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Borger: Voters willing to cut Obama some slack

  • Story Highlights
  • Gloria Borger: Independent voters generally like Obama's approach
  • She says they give him credit for being honest and very visible
  • She says independents worry that the White House is moving too fast on issues
  • Borger: She says voters aren't sure how tough Obama will be
By Gloria Borger
CNN Senior Political Analyst
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Editor's note: Gloria Borger is a senior political analyst for CNN, appearing regularly on CNN's "The Situation Room," "Campbell Brown," "AC360°" and "State of the Union With John King," as well as special event coverage.

Gloria Borger says independent voters generally like Obama's approach to the job of president.

Gloria Borger says independent voters generally like Obama's approach to the job of president.

WASHINGTON (CNN) -- The giveaway was when they started calling him "Barack."

It was jarring, at first, to hear many in this group of 12 independent voters refer to their new president by his first name. But the more they talked, the more it made sense. After all, they are seeing a lot of him.

And they like it -- or at least they like him. "There's a sense of intimacy, or relationship, that was there," says Democratic pollster Peter Hart, who conducted the focus group in Towson, Maryland, on Wednesday night. "[It shows] how unbelievably powerful his personal presence is. ... Don't get fooled by numbers alone. Something is stronger here."

So while the president's poll numbers start to dip, these dozen independents -- including four McCain supporters and a lone Nader voter -- are giving the president some leeway. They feel like they know him, and that he's "honest,' as one put it. And while they say the country is "broke," "worried" and "confused, they're not blaming Barack. If anything, they seem invested in his success.

Way back in the campaign, a central question was whether voters could get comfortable with Obama; now they consider him a regular guy. "It's like if you call your boss by his first name, you identify with him," explains Alex Chambers, a 27-year-old teacher who supported Obama. "He's more upfront, does a lot of speeches, verbalizes more than we've ever been used to," adds Nora Seeley, a 54-year-old dental hygienist who voted for Obama. "I like it, he's showing himself."

It's the upside of a White House communications strategy that has the president out there all the time -- Obama as the Zelig of his own administration.

While the inside-the-beltway chatter has been that the ubiquitous Obama ought to become a little more scarce (or voters will stop listening), these voters are clearly listening. "He was able to speak about health care in a way that people can understand," says Remi Brooke, 60, an Obama supporter. "It's the first time I've ever seen a politician able to do that."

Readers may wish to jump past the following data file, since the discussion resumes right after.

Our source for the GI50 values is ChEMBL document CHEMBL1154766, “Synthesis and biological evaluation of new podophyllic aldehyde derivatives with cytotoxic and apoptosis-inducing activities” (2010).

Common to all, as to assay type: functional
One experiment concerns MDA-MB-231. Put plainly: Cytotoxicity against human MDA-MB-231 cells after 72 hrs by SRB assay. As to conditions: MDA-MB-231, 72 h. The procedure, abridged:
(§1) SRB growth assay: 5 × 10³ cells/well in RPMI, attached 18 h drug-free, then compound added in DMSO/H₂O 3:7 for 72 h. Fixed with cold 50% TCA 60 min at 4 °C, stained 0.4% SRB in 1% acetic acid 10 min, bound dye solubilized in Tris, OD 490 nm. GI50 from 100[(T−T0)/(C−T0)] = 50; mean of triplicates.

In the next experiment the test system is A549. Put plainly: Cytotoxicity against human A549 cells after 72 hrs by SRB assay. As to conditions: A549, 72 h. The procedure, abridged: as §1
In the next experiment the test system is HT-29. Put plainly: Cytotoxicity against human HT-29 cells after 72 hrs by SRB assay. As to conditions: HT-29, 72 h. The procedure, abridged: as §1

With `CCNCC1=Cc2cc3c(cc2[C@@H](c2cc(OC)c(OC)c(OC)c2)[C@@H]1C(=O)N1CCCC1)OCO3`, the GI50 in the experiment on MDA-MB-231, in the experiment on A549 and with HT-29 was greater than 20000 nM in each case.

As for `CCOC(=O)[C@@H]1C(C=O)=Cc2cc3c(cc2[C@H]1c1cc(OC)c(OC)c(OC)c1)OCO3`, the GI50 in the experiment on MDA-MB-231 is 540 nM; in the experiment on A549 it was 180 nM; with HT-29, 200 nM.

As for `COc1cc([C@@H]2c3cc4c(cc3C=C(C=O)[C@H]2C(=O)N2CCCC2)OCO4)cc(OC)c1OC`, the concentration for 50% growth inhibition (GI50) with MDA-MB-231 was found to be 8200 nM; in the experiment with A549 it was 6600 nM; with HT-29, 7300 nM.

But there's a downside to this all-Obama-all-the-time tack. These voters, at least, worry that Obama is trying to do too much, too soon. The succession of daily appearances on an assortment of issues -- particularly health care -- has made them anxious. "He's on a mission," says Alex Chambers. "When he gets an idea in his head, he's going to get it done." David Sawyer, a McCain voter, agrees. "He is determined [but] he's trying to have his hands in everything too much."

While change was the buzzword of the campaign, these voters say they didn't expect it -- nor do they want it -- at mach speed. In fact, it worries them. "Why can't they take six months to look at these things?" asks Raymond Fernandez, 44-year-old McCain voter. Pollster Hart says there's a message for the White House here: "I don't think the president has any idea how people feel about the speed. They need to breathe. This is like trying to shove a meal down in a minute."

There's also a sense among these voters that Obama, as Nora Seeley put it, "is putting his hands where he doesn't belong." Case in point: the Henry Louis Gates imbroglio. "He never really apologized," says Raymond Fernandez. "But he admitted he stepped into it." He got credit for backtracking with these voters, but they clearly felt he got ahead of himself in the first place.

Then there's leadership. While the president gets credit from these voters for listening and talking to Republicans, they're unclear about what he really wants. He's the ultimate salesman they like to watch; they're just not sure about what, in the end, he's endorsing. "He likes to get everybody else's opinion," says Remi Brooke. "At the end of the day, he's got to make the decision."

So what's his spine made of? Right now, they're not so sure. Their answers ranged from steel to sand.

And, along with the rest of us, they're watching health care, waiting to see him start to draw some lines in the sand.

The opinions expressed in this commentary are solely those of Gloria Borger.

All About Barack ObamaHealth Care PolicyHenry Louis Gates, Jr.

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